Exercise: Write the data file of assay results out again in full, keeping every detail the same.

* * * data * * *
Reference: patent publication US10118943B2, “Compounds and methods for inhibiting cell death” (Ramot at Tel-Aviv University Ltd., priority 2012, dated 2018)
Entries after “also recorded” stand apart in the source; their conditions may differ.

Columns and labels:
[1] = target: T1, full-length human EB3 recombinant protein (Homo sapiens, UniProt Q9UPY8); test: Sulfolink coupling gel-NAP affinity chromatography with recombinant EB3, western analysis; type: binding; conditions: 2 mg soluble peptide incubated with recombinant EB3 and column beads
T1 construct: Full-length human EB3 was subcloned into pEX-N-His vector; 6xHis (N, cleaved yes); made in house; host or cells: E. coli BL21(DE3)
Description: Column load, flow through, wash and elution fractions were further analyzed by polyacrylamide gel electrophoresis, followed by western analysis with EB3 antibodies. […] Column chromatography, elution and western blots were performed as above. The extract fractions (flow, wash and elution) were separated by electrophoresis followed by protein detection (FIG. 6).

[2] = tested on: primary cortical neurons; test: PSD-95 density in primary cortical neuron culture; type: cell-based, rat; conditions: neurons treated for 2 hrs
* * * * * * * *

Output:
Reference: patent publication US10118943B2, “Compounds and methods for inhibiting cell death” (Ramot at Tel-Aviv University Ltd., priority 2012, dated 2018)
Entries after “also recorded” stand apart in the source; their conditions may differ.

Columns and labels:
[1] = target: T1, full-length human EB3 recombinant protein (Homo sapiens, UniProt Q9UPY8); test: Sulfolink coupling gel-NAP affinity chromatography with recombinant EB3, western analysis; type: binding; conditions: 2 mg soluble peptide incubated with recombinant EB3 and column beads
T1 construct: Full-length human EB3 was subcloned into pEX-N-His vector; 6xHis (N, cleaved yes); made in house; host or cells: E. coli BL21(DE3)
Description: Column load, flow through, wash and elution fractions were further analyzed by polyacrylamide gel electrophoresis, followed by western analysis with EB3 antibodies. […] Column chromatography, elution and western blots were performed as above. The extract fractions (flow, wash and elution) were separated by electrophoresis followed by protein detection (FIG. 6).

[2] = tested on: primary cortical neurons; test: PSD-95 density in primary cortical neuron culture; type: cell-based, rat; conditions: neurons treated for 2 hrs